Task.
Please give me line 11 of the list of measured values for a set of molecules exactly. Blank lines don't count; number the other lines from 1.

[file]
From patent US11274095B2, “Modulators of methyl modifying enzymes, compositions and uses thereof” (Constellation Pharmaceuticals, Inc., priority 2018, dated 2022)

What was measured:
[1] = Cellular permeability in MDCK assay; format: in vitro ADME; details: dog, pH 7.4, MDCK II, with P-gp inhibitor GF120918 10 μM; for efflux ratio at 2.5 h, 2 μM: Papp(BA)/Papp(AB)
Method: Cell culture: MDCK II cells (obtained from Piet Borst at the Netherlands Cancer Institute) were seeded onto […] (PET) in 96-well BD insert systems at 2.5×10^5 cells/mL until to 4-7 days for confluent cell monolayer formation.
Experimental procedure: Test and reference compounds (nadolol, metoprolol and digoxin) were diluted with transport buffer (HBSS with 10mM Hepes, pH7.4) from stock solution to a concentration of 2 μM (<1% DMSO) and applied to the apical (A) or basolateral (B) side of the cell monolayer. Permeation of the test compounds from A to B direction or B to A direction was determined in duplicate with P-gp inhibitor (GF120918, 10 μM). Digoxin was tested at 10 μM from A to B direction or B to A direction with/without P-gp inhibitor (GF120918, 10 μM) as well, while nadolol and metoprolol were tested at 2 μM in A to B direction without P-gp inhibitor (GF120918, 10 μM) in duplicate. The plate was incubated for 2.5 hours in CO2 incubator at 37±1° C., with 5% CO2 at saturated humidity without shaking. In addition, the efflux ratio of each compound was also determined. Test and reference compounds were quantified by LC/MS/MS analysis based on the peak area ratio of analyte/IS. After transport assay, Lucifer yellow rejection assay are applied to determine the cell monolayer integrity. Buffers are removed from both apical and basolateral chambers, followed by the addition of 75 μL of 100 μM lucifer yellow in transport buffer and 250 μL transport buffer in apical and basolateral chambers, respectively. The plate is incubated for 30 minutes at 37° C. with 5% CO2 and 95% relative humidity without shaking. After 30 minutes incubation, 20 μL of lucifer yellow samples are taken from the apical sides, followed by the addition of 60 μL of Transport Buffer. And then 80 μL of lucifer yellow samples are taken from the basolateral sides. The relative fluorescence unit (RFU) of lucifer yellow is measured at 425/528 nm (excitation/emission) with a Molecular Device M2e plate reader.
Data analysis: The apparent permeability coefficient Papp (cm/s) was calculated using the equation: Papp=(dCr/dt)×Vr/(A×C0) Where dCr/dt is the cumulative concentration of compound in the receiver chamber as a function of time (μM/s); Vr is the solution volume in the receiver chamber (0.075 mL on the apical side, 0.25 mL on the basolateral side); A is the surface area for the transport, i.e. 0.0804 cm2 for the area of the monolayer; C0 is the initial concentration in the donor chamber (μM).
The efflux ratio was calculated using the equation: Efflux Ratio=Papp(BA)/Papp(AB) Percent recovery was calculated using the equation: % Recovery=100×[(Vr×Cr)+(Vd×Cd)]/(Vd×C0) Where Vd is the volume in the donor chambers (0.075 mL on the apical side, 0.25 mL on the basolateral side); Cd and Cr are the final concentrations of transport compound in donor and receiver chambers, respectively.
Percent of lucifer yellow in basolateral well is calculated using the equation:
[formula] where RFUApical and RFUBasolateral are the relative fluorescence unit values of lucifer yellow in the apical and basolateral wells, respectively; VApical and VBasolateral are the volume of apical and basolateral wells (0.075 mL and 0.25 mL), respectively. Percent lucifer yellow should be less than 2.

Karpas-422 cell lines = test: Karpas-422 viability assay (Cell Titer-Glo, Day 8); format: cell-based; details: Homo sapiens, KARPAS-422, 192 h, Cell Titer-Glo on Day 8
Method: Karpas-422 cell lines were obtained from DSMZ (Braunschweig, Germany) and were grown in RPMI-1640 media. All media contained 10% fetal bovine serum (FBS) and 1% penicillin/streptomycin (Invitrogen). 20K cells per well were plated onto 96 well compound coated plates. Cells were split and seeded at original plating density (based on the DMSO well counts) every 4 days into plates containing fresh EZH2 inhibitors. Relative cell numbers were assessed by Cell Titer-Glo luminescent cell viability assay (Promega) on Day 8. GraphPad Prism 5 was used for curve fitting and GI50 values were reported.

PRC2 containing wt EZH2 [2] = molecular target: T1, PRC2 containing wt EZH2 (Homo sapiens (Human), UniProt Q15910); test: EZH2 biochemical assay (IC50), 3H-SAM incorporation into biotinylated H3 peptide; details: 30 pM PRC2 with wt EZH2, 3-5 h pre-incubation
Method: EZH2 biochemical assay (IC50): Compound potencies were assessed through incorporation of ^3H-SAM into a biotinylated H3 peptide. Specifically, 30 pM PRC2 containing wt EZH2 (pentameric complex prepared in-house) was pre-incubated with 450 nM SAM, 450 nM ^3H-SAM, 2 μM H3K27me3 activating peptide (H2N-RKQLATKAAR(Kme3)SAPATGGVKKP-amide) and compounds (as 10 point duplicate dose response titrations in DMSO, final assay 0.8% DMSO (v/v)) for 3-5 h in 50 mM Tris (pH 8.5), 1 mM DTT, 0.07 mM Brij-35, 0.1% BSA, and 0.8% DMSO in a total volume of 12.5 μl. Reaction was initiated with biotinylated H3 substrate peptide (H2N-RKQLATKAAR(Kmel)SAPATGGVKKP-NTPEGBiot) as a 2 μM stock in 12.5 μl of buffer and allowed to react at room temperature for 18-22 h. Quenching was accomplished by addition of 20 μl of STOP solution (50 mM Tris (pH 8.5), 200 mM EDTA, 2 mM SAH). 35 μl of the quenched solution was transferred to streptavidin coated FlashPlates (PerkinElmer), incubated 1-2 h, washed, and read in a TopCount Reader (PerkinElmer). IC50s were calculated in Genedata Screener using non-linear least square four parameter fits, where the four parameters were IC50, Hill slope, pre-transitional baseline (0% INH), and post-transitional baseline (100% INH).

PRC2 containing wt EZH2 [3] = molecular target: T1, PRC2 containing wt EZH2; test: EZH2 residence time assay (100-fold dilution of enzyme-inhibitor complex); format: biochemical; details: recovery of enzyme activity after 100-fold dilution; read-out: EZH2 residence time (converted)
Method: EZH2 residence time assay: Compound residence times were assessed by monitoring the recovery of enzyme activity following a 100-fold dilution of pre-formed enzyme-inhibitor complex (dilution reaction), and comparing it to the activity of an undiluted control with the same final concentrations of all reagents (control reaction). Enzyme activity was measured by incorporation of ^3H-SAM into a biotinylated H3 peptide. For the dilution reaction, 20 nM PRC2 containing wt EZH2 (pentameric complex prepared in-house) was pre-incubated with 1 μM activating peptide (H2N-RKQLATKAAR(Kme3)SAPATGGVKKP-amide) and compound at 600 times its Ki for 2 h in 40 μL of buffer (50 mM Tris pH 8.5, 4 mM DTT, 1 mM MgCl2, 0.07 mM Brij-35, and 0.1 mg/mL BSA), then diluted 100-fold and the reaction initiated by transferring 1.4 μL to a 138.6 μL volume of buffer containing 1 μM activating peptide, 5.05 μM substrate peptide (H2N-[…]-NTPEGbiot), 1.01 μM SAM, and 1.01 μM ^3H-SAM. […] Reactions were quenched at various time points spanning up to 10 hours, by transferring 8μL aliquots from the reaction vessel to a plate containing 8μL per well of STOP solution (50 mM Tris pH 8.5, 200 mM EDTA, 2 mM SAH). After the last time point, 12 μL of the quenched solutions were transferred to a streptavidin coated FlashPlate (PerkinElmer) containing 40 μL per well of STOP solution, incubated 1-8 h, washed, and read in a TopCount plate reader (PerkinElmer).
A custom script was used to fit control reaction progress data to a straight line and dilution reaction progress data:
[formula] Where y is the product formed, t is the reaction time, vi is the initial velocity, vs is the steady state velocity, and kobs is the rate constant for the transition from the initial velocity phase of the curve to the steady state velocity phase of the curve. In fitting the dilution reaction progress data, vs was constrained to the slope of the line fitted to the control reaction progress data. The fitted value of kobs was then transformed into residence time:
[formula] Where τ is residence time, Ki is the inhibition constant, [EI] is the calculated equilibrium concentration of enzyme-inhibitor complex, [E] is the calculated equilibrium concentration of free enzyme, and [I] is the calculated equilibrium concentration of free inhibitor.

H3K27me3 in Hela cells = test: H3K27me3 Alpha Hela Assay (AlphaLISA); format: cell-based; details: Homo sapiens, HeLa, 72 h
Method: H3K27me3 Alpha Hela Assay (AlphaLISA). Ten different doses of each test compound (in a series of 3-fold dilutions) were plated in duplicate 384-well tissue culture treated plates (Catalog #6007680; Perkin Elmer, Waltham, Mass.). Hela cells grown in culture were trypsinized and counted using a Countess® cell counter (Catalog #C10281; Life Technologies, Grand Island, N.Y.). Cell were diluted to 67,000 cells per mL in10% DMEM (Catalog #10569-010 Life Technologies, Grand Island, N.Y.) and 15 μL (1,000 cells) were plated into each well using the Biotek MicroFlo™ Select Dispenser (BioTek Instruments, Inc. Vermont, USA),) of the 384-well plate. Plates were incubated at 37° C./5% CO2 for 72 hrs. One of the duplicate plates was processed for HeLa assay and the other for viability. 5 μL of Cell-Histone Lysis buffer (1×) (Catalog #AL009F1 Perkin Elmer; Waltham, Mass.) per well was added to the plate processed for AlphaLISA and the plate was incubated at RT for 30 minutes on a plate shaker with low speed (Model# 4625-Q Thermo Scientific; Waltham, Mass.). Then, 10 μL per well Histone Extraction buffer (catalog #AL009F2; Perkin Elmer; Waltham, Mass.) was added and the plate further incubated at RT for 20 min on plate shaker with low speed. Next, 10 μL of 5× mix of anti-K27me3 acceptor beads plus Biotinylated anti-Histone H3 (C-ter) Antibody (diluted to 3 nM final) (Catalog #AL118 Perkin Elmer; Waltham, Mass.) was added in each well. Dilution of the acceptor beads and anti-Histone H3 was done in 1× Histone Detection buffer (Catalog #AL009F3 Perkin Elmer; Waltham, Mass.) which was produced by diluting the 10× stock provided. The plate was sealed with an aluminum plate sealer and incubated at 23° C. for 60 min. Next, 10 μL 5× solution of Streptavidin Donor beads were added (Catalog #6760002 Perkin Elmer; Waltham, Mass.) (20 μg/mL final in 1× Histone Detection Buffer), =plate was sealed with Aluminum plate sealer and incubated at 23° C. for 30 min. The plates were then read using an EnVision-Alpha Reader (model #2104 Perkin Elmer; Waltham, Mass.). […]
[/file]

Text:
Method: Karpas-422 cell lines were obtained from DSMZ (Braunschweig, Germany) and were grown in RPMI-1640 media. All media contained 10% fetal bovine serum (FBS) and 1% penicillin/streptomycin (Invitrogen). 20K cells per well were plated onto 96 well compound coated plates. Cells were split and seeded at original plating density (based on the DMSO well counts) every 4 days into plates containing fresh EZH2 inhibitors. Relative cell numbers were assessed by Cell Titer-Glo luminescent cell viability assay (Promega) on Day 8. GraphPad Prism 5 was used for curve fitting and GI50 values were reported.